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1826 Frontier Evangelist Henry Bryson – Part II

FRONTIER EVANGELIST

THE JOURNAL OF HENRY BRYSON

(Transcribed from The Alabama Historical Quarterly, Vol. 42, Nos. 01 & 02, Spring and Summer 1980)

PART II

Extracted Alabama Travels of Henry Bryson

1826

Location of Shelby County, Alabama

SHELBY COUNTY, ALABAMA

This day I came on down to John Seely’s and here spent the night 5 miles below Willson Hill. Willson’s Hill is an early name for Montevallo, probably then still in use although an 1823 map gives the present name. The city was named for the first resident, Jesse Wilson, one of Jackson’s soldiers. Ibid., II, 1036; Peter A. Brannon, Adventures on the Highroad (Montgomery, 1930), 29; and Tanner, “Georgia and Alabama.” There is, however, a Wilsonville near the Coosa.

Location of Bibb County, Alabama

BIBB COUNTY, ALABAMA

This day I turned into the Cahaba river and went into the falls of it at a little town called Centerville [Centreville], and went on 5 miles below this on the river and stayed at cousin Johnathan Potts. (of Rev. Bryson)

Th. I came on down the river to old Town, and then took the ridge road to Sellma [Selma], and stayed this night [at] a baptist friend’s house, 8 miles from Selma. Old Town or Cahaba Old Town, now perpetuated on the map only by the name Old Town Creek, was about seven miles north northeast of Marion. “General Highway Map: Perry County, Alabama” (n.p., 1949); and Calvin D. Cowles, comp., The Official Atlas of the Civil War (Washington, 1891-1895; reprinted, New York, 1958), plate CXLVIII.

Location of Dallas County, Alabama

DALLAS COUNTY, ALABAMA

During this day I stayed at esq. James Craig’s and studied over some things for sabbath. James Craig, who was born Dec. 2, 1800 in Chester District, S.C., came, after a stay in Tennessee, to Dallas County with his family. He was elected County Court Clerk in 1828. He or a kinsman operated Craig’s Ferry on the Cahaba River. John Hardy, Selma (Selma, Ala., 1879; reprint ed., 1957), 181-182; and Walter M Jackson, The Story of Selma (Birmingham, Ala., 1954), 35. Also see 102, 133, 140, 185, 186.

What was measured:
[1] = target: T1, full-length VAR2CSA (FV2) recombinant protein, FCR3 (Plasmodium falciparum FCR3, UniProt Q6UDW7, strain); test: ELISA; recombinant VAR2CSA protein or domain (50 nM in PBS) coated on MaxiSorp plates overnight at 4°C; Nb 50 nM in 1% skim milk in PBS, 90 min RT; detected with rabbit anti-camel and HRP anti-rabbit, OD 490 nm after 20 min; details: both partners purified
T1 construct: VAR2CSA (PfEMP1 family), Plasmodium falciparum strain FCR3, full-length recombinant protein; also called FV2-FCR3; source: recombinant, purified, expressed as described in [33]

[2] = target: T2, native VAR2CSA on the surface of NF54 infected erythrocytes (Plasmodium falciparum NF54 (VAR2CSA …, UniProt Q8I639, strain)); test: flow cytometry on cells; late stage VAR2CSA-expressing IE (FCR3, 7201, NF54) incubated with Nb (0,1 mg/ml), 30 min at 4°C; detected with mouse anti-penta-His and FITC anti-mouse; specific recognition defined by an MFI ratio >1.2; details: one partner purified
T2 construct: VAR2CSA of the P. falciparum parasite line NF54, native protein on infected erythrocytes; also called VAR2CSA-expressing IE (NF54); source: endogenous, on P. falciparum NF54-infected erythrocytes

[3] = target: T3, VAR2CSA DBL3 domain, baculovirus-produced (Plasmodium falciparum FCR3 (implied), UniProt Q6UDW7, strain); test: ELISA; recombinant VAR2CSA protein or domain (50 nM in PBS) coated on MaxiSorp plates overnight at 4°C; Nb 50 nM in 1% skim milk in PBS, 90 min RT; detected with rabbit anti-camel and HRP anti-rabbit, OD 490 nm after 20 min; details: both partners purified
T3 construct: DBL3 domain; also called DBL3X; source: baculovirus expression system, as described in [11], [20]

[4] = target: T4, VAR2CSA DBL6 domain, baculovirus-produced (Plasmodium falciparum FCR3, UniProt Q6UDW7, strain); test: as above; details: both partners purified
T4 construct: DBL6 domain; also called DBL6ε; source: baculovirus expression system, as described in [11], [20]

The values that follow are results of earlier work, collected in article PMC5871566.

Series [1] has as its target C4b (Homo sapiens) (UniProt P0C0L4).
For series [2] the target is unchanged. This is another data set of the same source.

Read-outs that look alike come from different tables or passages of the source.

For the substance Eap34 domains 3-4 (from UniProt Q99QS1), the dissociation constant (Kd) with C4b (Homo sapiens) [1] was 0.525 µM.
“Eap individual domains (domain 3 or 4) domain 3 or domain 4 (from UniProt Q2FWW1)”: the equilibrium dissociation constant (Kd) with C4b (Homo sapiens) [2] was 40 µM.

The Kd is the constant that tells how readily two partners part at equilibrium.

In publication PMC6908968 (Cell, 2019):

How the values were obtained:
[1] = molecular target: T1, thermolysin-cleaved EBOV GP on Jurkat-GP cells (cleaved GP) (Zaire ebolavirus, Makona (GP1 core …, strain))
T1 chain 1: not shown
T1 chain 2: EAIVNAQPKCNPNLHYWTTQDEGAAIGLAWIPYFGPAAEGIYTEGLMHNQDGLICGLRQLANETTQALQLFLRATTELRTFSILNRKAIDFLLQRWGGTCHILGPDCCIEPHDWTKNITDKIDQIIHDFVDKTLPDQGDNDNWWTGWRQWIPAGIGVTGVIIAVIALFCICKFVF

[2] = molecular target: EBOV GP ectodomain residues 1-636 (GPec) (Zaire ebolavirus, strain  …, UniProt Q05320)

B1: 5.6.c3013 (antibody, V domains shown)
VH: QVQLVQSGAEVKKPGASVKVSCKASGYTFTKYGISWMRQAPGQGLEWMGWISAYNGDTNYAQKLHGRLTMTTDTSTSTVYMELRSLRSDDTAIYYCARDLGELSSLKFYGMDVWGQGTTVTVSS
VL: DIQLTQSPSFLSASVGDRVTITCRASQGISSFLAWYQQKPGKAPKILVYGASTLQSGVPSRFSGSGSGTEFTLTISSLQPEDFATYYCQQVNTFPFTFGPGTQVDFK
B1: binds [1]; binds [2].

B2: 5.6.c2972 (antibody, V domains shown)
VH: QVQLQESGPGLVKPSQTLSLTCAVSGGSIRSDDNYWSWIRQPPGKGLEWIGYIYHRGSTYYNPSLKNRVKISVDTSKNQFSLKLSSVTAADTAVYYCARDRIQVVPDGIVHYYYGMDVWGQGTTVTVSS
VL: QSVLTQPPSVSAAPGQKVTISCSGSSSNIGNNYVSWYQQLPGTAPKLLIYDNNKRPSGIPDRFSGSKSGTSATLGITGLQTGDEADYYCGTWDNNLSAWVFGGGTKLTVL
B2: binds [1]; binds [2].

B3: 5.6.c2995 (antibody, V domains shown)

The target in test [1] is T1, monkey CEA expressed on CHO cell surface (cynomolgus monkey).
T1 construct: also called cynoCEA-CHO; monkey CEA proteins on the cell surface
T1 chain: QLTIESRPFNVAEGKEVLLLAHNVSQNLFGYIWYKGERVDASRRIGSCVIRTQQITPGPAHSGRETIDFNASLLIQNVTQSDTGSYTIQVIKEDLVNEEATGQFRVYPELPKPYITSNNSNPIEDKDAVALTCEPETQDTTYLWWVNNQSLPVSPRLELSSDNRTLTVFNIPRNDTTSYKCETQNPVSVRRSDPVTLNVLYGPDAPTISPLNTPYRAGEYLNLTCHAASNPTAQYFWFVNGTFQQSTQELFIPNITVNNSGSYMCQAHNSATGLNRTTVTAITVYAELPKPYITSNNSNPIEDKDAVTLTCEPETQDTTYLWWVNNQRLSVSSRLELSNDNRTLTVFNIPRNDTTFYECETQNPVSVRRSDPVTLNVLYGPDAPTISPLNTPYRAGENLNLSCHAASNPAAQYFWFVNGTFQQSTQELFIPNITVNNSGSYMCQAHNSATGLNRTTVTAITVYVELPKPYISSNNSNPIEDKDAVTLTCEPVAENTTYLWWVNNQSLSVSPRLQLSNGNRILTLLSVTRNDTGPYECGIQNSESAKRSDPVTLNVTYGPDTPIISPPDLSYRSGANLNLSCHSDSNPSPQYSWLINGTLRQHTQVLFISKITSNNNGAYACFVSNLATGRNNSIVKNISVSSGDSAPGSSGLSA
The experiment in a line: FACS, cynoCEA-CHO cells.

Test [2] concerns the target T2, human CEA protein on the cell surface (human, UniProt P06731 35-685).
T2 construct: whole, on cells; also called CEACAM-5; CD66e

We attended church and there were but few considering the day and the thickness of the settlement of the country. One woman fainted during the second prayer. The Rev. Alexander came this afternoon to attend a bible class at this place. He then appointed sermon at Craig’s after night. There were a considerable number attended this evening. I, in the first place gave them a short sermon, and then A. gave them an exhortation, nothing for my labours.

Mon. I stayed here until after dinner, and then went in company with some of Mr. Craig’s family to the other side of Cahaba River to one Mrs. Johnston’s, where I had appointed to preach on Tuesday.

Shelby County Alabama Pioneers Volume I

This Volume reveals the relationships between the ACTONS, BAILEYS, CLOWER, CROWSON, LEES, NABORS, NELSON, ROBERTSON, and WILSON families of early Shelby County, AL. Notes and sources are included. Genealogy reports with all supporting evidence, wills, and deeds when available are included.



Shelby County Alabama Pioneers Volume I (Kindle Edition)

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About Donna R Causey

Donna R. Causey, resident of Alabama, was a teacher in the public school system for twenty years. When she retired, Donna found time to focus on her lifetime passion for historical writing. She developed the websites www.alabamapioneers and www.daysgoneby.me All her books can be purchased at Amazon.com and Barnes & Noble. She has authored numerous genealogy books. RIBBON OF LOVE: A Novel Of Colonial America (TAPESTRY OF LOVE) is her first novel in the Tapestry of Love about her family where she uses actual characters, facts, dates and places to create a story about life as it might have happened in colonial Virginia. Faith and Courage: Tapestry of Love (Volume 2) is the second book and the third FreeHearts: A Novel of Colonial America (Book 3 in the Tapestry of Love Series) Discordance: The Cottinghams (Volume 1) is the continuation of the story. . For a complete list of books, visit Donna R Causey

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